Nautilus Peace and Security Weekly Report—Contributor’s blog entry for Energy Security.
Frank von Hippel says of the Japanese continuing production of plutonium – in addition to the 35 tons stored around the world – for possible use in a “next-generation” fuel in power reactors, “It’s crazy…There is absolutely no reason to do that.”
Perhaps not. The faith in plutonium goes back to the roots of nuclear power – not just the first use to which Japan was subjected to, but also the dream of perpetual power, of the breeder reactors. In fact, the very first grid electricity from nuclear fuel was produced in an experimental breeder reactor and even though most countries have given up on the breeder technology, some after wasting billions of dollars, some still continue – in particular, India.
How ironic that Japan should press on with the nuclear dream while Germany, the original villain against whom the US had considered using nuclear power, has given up. Even more ironic that the country that suffered and hence foreswore the pursuit of nuclear weapons should actively promote its nuclear wares to the first openly defiant weapons proliferator – again, India.
The mania of the nuclear establishment leads it to charge the dissenters with phobia.
The Government of India has deployed psychiatrists to cure the Koodankulam nuclear protestors of phobia and instill an understanding of the virtues of nuclear power, such as putting their lives and livelihoods at risk for the sake of alleviating the power shortages. This, as Bidwai points out, after charging 6,800 people with “sedition” and “waging war against the State.”
The pursuit of nuclear power – with its long construction times and pathetic performance once built – has quite possibly been the most significant contributor to persistent power shortages. The obvious de facto policy of the Indian government is keeping more than 300 million people in total darkness, and another 500 million without reliable power, even in the 21st Century.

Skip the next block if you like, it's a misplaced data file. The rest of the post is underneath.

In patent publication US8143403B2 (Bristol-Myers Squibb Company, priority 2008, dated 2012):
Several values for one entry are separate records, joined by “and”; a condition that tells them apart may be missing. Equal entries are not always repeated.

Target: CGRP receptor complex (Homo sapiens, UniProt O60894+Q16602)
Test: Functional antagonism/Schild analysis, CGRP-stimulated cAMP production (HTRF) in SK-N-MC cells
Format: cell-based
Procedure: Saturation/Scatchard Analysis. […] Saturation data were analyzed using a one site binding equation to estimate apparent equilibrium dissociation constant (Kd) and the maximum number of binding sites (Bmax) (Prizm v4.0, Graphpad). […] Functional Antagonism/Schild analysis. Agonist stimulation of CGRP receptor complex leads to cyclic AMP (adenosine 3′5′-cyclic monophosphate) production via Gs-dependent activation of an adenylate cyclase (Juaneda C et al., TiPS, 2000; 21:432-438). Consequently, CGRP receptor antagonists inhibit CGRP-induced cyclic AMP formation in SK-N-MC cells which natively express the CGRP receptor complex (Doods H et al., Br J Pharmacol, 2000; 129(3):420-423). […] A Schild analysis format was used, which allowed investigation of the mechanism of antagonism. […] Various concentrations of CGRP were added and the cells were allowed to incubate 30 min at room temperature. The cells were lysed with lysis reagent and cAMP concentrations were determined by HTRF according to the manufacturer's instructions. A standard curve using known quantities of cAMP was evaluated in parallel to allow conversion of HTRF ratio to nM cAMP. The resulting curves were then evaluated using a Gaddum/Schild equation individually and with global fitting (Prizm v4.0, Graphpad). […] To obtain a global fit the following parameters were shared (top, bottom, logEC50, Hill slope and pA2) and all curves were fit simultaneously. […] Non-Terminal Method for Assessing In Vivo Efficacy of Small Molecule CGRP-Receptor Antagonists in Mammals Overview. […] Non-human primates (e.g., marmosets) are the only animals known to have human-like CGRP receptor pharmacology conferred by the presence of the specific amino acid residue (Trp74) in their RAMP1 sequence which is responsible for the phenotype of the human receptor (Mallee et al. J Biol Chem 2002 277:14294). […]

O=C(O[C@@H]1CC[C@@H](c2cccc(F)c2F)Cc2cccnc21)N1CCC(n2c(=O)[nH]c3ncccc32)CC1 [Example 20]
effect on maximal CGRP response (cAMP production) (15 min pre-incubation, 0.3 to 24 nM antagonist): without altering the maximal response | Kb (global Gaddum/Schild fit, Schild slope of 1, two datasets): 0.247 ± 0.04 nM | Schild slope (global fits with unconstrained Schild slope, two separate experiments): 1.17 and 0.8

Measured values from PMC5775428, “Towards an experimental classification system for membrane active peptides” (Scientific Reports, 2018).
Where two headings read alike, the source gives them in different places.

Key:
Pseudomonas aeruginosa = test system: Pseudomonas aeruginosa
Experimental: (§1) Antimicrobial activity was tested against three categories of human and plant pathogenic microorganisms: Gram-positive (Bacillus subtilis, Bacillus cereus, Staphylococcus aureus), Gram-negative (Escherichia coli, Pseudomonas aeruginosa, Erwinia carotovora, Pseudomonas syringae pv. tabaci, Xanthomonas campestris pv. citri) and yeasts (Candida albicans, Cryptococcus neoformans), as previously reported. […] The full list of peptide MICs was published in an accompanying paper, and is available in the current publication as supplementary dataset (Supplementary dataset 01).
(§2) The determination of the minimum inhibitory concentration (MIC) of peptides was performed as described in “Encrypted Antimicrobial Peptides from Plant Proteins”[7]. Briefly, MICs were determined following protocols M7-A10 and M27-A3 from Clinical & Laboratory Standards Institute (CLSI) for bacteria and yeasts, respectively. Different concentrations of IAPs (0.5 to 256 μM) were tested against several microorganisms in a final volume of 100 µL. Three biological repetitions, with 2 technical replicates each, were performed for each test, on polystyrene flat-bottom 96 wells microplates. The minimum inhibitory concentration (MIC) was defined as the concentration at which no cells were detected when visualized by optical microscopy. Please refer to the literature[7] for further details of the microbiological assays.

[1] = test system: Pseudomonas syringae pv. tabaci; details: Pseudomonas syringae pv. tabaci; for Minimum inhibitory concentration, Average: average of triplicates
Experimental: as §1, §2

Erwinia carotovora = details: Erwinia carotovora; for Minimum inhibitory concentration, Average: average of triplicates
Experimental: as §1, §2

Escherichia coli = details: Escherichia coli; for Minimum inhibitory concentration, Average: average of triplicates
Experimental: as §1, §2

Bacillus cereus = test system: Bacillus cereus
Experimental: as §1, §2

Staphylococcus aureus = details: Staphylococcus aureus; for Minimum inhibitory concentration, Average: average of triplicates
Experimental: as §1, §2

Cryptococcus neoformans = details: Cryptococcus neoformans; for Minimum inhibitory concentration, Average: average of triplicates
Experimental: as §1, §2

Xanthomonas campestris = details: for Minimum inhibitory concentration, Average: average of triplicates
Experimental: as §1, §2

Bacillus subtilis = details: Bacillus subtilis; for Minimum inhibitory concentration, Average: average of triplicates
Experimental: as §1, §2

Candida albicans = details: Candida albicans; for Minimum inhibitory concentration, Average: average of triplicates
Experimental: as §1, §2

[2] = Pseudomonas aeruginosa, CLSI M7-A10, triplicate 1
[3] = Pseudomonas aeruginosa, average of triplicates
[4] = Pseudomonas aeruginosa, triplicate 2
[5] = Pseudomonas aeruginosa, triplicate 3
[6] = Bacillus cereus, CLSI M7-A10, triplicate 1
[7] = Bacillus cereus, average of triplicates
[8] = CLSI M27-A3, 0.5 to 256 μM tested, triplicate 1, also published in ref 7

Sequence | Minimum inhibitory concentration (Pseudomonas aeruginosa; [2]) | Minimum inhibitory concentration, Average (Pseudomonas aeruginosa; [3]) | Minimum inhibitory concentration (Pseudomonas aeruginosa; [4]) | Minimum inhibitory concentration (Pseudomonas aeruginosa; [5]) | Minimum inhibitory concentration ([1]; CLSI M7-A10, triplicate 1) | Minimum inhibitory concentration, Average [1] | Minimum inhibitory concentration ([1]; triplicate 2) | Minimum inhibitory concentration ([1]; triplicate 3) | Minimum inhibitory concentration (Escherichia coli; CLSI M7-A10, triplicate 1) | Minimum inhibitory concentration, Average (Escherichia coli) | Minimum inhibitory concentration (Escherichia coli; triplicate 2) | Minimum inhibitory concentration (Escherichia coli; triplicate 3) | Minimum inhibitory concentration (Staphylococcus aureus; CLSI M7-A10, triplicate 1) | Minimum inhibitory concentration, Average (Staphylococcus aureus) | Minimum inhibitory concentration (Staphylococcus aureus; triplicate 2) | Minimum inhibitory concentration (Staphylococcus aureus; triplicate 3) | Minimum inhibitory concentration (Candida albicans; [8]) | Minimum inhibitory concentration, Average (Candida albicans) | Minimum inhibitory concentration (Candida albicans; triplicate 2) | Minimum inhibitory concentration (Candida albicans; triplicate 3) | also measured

Even as the purveyors of the plutonium pipedreams sit around the table to figure out how to keep an NPT signatory from going nuclear and keeping an NPT non-signatory from attacking the former, they are lining up with sales and financing offers for some of the old customers and many new ones. Is this any different from the business of illicit drugs? Where will this addiction lead?
Whatever the technology – continually improving, so continuously doubtful – the relatively satisfactory Western nuclear operating record to date (for the most part) is a tribute to the integrity and capability of its institutions, despite whatever flaws and mistakes. Those institutions cannot be imported, nor can be indigenously grown overnight, especially in cultures given to unquestionably following the orders, treating scientists as infallible gods, and taking the authorities at their word that nuclear power is a symbol of technological progress and nuclear weapons that of crushing power over the enemies.
De-legitimizing nuclear weaponry and subjecting all nuclear power programs to a multi-lateral regime of safety, security, economic prudence and emergency risk management is the only sane option to keep the nuclear power option “open” for a Third Nuclear Era. To borrow from a report on climate change a few years ago, the challenge is “Managing the unavoidable, avoiding the unmanageable.”
—Nikhil Desai, NAPSNet Contributor
The Nautilus Peace and Security Weekly Report presents articles and full length reports each week in six categories: Austral security, nuclear deterrence, energy security, climate change adaptation, the DPRK, and governance and civil society. Our team of contributors carefully select items that highlight the links between these themes and the three regions in which our offices are found—North America, Northeast Asia, and the Austral-Asia region. Each week, one of our authors also provides a short blog that explores these inter-relationships.